How the Federal Strategic Sourcing Initiative (FSSI) May Affect Your Business
The U.S. General Services Administration (GSA) is working with the Office of Management and Budget (OMB) and partner agencies to implement 10 new government-wide strategic initiatives in the 2013-2014 fiscal year for a range of commonly purchased products and services, with janitorial and sanitation (JanSan) and maintenance, repair and operations (MRO) products being one of the first.
The FSSI for JanSan and MRO, along with the FSSI for building maintenance and operations (BMO), expected in the 2014 fiscal year, will impact building service contractors, according to Professor Samuel D. Bornstein, Kean University School of Business, and Jung I. Song, CPA, both of Bornstein & Song in Oakhurst, N.J.
“There is a sense of urgency as GSA is moving on a fast track to implement the FSSI for JanSan and MRO in August 2013,” Bornstein said. “GSA is holding an FSSI JanSan and MRO Pre-Solicitation Industry Conference on May 15, which will precede the Request for Quotations expected in June with implementation in August.”
Strategic Sourcing in the Public Sector
Strategic sourcing is a procurement process that continuously re-evaluates the purchasing activities of a company in order to make business decisions about acquiring supplies and services more efficiently.
Bornstein said that strategic sourcing has mostly been used in the private sector to derive savings when purchasing goods and services from vendors. In this program, the private sector leveraged buying by seeking the lowest price through volume discounts and other procedures that saved them money, at the risk of shrinking their base of vendors with whom they previously conducted business.
Bornstein, who, along with Song, has been researching small business issues since 2000, said: “Strategic sourcing made a few ‘winners,’ but created substantially more ‘losers.’ The winners got the business, and the losers lost the business and suffered the consequences of lost revenues that they previously relied on to pay their bills and employee salaries.
“The problem with strategic sourcing when applied to the public sector is that the government cannot share the same indifference to the plight of the people who lost business because a business that suffers financial distress and forces the loss of employee jobs will impact income tax revenues, unemployment, social safety-net costs and other costs. Most important, however, is the economic cost to the U.S. economy, especially as the economy is struggling to recover from staggering unemployment and the recession, from which many believe we have not yet recovered.”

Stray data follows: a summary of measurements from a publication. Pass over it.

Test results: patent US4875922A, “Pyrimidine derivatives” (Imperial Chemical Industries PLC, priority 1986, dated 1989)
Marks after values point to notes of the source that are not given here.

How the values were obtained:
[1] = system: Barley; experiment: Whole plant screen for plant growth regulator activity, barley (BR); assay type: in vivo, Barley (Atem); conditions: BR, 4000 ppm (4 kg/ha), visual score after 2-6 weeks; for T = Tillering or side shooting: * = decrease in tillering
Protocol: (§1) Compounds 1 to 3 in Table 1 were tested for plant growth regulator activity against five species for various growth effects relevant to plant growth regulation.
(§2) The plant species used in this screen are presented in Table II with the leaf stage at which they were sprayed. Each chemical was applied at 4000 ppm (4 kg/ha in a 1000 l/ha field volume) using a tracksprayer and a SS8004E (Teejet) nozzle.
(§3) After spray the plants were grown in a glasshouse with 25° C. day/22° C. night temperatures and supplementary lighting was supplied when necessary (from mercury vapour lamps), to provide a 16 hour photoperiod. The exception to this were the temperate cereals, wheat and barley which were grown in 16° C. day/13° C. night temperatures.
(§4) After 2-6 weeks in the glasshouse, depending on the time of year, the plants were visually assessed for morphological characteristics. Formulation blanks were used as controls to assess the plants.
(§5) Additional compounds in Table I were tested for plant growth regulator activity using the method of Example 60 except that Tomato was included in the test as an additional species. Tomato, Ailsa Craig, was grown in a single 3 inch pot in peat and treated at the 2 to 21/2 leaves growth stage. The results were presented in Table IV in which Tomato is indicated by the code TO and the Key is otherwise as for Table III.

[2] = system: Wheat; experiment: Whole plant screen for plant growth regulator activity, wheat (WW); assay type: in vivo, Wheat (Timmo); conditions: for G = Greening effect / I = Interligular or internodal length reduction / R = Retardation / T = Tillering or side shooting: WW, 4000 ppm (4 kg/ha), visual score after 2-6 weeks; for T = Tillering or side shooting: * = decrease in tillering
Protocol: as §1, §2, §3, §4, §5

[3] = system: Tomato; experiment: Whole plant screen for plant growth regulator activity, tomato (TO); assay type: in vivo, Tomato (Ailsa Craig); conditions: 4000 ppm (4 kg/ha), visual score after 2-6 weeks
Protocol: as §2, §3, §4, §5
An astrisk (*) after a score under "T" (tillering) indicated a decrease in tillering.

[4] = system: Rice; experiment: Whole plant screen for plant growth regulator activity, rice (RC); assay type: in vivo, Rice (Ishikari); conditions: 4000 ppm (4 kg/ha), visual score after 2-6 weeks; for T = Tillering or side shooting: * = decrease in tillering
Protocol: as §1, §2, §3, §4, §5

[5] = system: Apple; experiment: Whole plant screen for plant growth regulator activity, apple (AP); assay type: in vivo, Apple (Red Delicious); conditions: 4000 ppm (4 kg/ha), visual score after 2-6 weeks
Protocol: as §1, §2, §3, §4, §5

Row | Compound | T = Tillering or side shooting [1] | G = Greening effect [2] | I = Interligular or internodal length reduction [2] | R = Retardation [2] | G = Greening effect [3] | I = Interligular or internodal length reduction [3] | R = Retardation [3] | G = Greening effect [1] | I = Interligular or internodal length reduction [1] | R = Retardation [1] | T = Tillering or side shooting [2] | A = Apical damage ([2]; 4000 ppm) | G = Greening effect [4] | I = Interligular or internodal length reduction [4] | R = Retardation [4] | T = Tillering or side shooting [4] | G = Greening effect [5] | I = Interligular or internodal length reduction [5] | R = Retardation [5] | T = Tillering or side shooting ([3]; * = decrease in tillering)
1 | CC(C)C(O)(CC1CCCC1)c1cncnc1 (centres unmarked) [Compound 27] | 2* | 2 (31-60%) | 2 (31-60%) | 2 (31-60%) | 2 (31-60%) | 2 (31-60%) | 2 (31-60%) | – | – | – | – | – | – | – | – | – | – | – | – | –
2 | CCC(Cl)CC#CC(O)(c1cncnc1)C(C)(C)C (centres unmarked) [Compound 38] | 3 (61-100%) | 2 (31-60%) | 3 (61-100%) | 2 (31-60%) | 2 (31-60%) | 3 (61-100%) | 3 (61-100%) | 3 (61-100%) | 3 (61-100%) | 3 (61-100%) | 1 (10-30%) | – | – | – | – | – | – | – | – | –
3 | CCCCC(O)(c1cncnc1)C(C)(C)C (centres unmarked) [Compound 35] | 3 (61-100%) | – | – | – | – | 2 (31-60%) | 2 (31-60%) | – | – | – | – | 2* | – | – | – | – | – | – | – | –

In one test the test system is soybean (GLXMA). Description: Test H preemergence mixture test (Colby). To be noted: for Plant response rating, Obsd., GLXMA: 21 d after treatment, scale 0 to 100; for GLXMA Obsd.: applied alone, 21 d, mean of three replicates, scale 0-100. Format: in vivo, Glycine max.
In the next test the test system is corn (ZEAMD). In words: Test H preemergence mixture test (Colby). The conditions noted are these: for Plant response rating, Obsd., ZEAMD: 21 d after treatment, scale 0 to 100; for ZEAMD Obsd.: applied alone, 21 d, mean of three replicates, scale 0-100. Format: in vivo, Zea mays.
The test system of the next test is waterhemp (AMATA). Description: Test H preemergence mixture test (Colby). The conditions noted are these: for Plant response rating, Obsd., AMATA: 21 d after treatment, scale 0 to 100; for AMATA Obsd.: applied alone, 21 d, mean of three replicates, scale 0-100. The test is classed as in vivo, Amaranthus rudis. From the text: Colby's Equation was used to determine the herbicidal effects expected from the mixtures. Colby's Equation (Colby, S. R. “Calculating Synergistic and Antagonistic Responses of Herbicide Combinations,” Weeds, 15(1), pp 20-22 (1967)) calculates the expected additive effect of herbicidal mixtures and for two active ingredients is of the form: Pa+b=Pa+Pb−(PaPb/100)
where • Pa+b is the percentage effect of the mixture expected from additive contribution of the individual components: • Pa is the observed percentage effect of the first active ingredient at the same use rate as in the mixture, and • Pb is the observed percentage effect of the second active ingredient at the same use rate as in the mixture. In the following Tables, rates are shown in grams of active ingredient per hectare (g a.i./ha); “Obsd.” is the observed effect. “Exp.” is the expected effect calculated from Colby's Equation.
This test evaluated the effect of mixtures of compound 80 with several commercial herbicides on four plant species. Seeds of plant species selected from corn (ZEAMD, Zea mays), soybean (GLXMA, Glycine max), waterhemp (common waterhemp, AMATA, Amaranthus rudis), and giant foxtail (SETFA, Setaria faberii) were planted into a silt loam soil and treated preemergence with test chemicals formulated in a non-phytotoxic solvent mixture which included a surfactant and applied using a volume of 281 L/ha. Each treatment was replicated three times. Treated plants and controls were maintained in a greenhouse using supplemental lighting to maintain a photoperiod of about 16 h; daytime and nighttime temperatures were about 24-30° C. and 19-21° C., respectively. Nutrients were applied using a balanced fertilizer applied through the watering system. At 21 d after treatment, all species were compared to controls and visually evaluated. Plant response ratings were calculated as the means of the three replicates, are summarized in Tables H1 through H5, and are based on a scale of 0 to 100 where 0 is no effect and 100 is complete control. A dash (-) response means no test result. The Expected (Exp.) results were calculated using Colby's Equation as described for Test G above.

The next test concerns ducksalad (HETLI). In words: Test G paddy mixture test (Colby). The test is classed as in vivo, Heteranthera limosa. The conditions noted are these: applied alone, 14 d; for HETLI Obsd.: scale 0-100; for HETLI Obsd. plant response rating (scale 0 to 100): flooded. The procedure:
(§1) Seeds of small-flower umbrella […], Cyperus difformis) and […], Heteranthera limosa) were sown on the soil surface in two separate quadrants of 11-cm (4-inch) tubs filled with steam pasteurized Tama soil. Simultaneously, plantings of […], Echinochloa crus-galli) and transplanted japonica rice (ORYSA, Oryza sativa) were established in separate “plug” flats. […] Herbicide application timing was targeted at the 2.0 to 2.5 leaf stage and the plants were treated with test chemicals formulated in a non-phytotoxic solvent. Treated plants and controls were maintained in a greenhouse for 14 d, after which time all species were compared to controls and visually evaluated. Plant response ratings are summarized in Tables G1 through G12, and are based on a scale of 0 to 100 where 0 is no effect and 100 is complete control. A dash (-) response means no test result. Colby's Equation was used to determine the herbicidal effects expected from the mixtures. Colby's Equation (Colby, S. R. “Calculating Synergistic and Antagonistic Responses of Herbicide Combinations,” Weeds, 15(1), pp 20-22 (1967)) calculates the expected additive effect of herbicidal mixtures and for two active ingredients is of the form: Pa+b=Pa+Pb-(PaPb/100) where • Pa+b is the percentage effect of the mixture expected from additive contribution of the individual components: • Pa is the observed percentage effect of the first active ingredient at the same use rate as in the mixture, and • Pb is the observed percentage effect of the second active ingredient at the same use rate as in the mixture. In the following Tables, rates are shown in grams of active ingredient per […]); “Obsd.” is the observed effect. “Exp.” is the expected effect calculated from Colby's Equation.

In 2005, the federal government decided to implement the Federal Strategic Sourcing Initiative (FSSI) for government procurement, thereby trying to duplicate this policy that was saving billions in the private sector.
“Unfortunately, strategic sourcing applied to the public sector is not the same as the private sector,” Bornstein said. “The private sector does not have the same socio-economic responsibilities to small business and U.S. economic growth as the public sector.”
FSSI in Office Supplies
The FSSI vehicle was initially applied in 2010 to GSA MAS Schedule 75 Office Supplies (OS2). Bornstein and Song conducted research on this FSSI in order to determine the impact on these government contractors and vendors.
Bornstein said: “We noticed that FSSI had caused the displacement of a significant number of small businesses and the resulting loss of employee jobs. We found that the FSSI for office supplies was a self-inflicted wound that caused a significant economic cost to the U.S. economy.
“GSA was only interested in the savings derived from getting the lowest price on office supply purchases. The FSSI for Schedule 75 Office Supplies shrunk the base of small business federal contractors and vendors from 569 to only 15 who were awarded Blanket Purchase Agreements (BPA). The claimed savings were touted by GSA, but there was no attempt to consider the other side of this issue, which was the impact on small businesses and the cost-benefit analysis. Lacking these analyses, GSA and OMB had no idea of the downside to the economy — and the picture was not pretty.”
Potential Effect on BSCs
In 2011, GSA had recorded $1.6 billion in government sales related to JanSan and MRO in the GSA Schedules 51V, 56, 73, 75, and 81IB. Bornstein said that the OMB and GSA expect to reap approximately 15-20 percent in savings by leveraging lowest prices from contractors and vendors. “It can be expected initially that there will be at least $220 million in lost federal government sales for JanSan and MRO contractors and vendors,” he said.
In order to provide a better perspective on the level of involvement of BSCs in the total federal contracting environment, Bornstein stated that total annual GSA sales was only 7 percent of the annual $500-plus billion in federal government spending.
“The JanSan and MRO community, which sells through the GSA schedules, is only a fraction of the overall JanSan and MRO community selling to the federal government,” he said. “This means that a significant number of BSCs may be selling directly to federal government agencies through other contract vehicles such as 8a, HubZone, SDVOSBs, IDIQs, BPAs, etc. As the OMB intends to make FSSI mandatory for the big seven government agencies that collectively spend more than 90 percent of the annual $500-plus billion in overall federal government spending, it behooves all those who sell to the federal government to take notice of FSSI.”
Bornstein and Song will continue to conduct research to help make the FSSI counter argument, but Bornstein suggests that building service contractors be educated in federal strategic sourcing and learn how it may affect them.
For more information, please contact Professor Samuel Bornstein at firstname.lastname@example.org.